USA Today has only five reporters covering Congress, but 27 covering entertainment news, the Gannett Blog reported, after its editor Jim Hopkins obtained copies of newsroom flow charts dated October 21-22. Hopkins, a former USA Today reporter, believes that "this is the first time USAT's editorial staffing breakdown has been made public."
The document showing the distribution of staff shows that as well as the five staff allocated to Congress/Politics, there are another six assigned to White House/Legal, another four to Federal and five to Economy/Jobs. This total number covering political issues is still less than the 27 focused on entertainment however, which accounts for by far the largest group.
There are now five Investigations reporters and five Database, six War/Defense, six Science/Energy/Environment , eight Your Life (a newly introduced section in both print and online), ten Travel and 13 Tech/Autos, for example.
Another table entitled Content Distribution/Programming shows the managers that are in charge of print publications, the website, production, mobile platforms and reader advocacy and the editors within each section. These staff are clearly divided by platform.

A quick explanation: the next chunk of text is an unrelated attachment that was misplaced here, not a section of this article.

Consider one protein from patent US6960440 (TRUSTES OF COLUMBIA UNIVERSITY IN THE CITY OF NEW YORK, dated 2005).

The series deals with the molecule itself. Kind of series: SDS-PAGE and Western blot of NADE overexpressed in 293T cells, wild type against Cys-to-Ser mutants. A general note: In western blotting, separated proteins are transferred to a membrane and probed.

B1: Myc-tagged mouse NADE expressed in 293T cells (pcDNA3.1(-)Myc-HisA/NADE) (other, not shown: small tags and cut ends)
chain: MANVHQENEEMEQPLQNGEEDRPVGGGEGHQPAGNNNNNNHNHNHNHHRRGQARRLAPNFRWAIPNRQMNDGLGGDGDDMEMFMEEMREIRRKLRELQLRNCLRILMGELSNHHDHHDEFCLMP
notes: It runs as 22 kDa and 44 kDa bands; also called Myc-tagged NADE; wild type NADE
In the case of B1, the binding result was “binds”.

These documents seem to further describe changes that were reported around the dates that the documents were produced by Poynter's Rick Edmonds who spoke to publisher Dave Hunke. The paper was disassembling its universal desk and a five-year effort at newsroom integration," Edmonds reported and planned to replace this with "editing hubs by platform." Staff were to be organised around 15 distinct content areas and each will have its own top editor and a dedicated general manager to develop advertising and revenue opportunities, Hunke told Edmonds. Several managing editor jobs were eliminated.
The changes were made with the intention of allowing the paper to expand its mobile and tablet products and to fully take advantage of what these new platforms have to offer, the idea being that offerings are "designed and edited to match the unique characteristics and markets" in both categories rather than just moving material from print and the website.
Adapting the newsroom to incorporate the changing nature of digital distribution undoubtedly makes sense: whether or not this is the most effective method is yet to be proven. The high number of reporters dedicated to entertainment news may well attract criticism: is it justifiable to assign so many to 'soft' news? Is this what readers want?
Source: Gannett Blog